Vector #158

As a utopia, the Culture’s a utopia that needs this ruthless edge: Special Circumstances, manipulation of other societies and so forth.

Yes, that’s me bending over backwards to be fair and not make the Culture look so goody-goody. The idea that this is something of the Culture that occurs very very rarely indeed, the fact that it’s the most interesting thing that I can write about, is probably more an indication of my failings as a writer than any possible failings of this totally theoretical civilisation.

Is it possible that there’s nothing interesting that can happen in a utopia?

When actually there is. Even in a utopia you still have heartbreak, you still have unrequited love, you still have ambition that’s unfulfilled; so there’s lots of things, all the sort of human things you can write about in a utopia. But in what I’ve been wanting to write about for the last few years, you have to go to the outside edge of the Culture where there’s the interface between Culture and non-Culture, as it were, where interesting things are happening. It’s the old Chinese curse, “May you live in interesting times.” They’re good to read about but hell to live through and that’s – the very fact that they’re good to read about – what I want to write. And the Culture has always got a good reason for what it wants to do. It claims that it actually is doing it not for its own – not for imperialistic reasons or anything, but things which have to be done. Basically it’s a utilitarian argument.

Iain M. Banks interviewed by Andy Sawyer

One question remains unasked (and thus unanswered) – the subject of this article: given that sf uses the future to reflect today’s preoccupations, why did the appearance of a major new technology evoke such a trivial response? Because the use of computers in cyberpunk is trivial. This technology is, today, evolving so rapidly that it is possible to look at a machine built only ten years ago and describe it in terms of archaeology. Current research in virtual environments and nano-technology is threatening to render reality itself obsolescent within a time scale of two to five decades. The possibility of creating a true artificial intelligence remains questionable, but the question is still fundamentally an open one. Surely the cyberpunks, with their position somewhere between the poles of rigorous techno-extrapolation and humanist self-scrutiny, should have been able to identify and address these questions. But why didn’t they?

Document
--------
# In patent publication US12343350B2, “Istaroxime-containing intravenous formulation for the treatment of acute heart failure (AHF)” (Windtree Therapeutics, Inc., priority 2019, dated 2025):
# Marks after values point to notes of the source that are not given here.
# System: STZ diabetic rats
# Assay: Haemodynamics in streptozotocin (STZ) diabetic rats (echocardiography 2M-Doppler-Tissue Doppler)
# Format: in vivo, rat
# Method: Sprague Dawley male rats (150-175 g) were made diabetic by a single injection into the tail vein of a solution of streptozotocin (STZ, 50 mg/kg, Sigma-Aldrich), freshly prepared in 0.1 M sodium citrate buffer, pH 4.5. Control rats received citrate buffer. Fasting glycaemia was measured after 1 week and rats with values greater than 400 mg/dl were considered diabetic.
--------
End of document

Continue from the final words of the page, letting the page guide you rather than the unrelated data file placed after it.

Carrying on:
Charles Stross

But how did I come to this though? There are several reasons. I was brought up during the war; as a child there wasn’t any food to speak of. A treat for us was a slice of potato and onion done in the oven in Oxo gravy. Any meat that come into the house went to the father, I remember one slice of bacon on a Sunday morning if we were good, as an absolute treat, and so on. Windfalls, of plums and pears in Autumn, were a much looked-forward to treat, and so when food started to come back into the shops and then lots of foreign influences came into play. I also had dreams, I don’t know where these came from, of being a great hostess of fantastic banqueting entertainment, and I just got very very interested. I was just astounded to realise that there was actually such a thing as SPaghetti outside of a Heinz tin, and it’s just been a long voyage of discovery. And then I found out that I was in fact a very excellent cook, so when I got a family and also started doing dinner parties, it was just a very creative thing. I just enjoyed it. I’ve also been very interested in vitamins and biochemistry. I was in school when I realised that health could possibly be got by the right diet, so between all these influences, and also liking describing them in detail, it was inevitable that all my work should include food. My greatest discovery about food, paradoxically, is that the cleanest zen macrobiotic diet is the one which makes you feel absolutely wonderful if you stick to it.

Josephine Saxton

[…] It’s all a bit heavy really, but there’s no reason why this shouldn’t be done with lots more humour. As I said, we should lighten up, it doesn’t have to be a miserable world.

Well, Queen of The States does have some very funny scenes though I’m not sure if it’s a happy ending.

Well she escapes, she escapes both from the aliens and from her husband.

Yes, but it is a neutral ending in that it comes down to “Right I’m free… Now what?”

True, but that is quite a good place to end a novel about the struggle to straighten your head out, get your strength together, and not be dominated by society or whatever.

To go back to your being picked up by The Women’s Press, they’ve labelled your first two books for them as Science Fiction, but you say you aren’t a Science Fiction writer.

Well, I’m not, if you look at Robert Heinlein and say that is Science Fiction. I’m not that well up on it, but to me it is the same scenes and the same things all churned out every time by hundreds of authors all writing the same thing. I do read all the time, I’ve just read Peter Ackroyd’s Chatterton, yet another history of the Brontes and an Australian writer whose name eludes me. A few years ago I was doing some reviewing for The New Statesman, and I had to read a lot of Science Fiction for them, and it was the hardest piece of work. You have to read them all, you can’t discard the things you don’t like.

Josephine Saxton, Thank you very much.

You’re very welcome.

Josephine Saxton interviewed by Kev McVeigh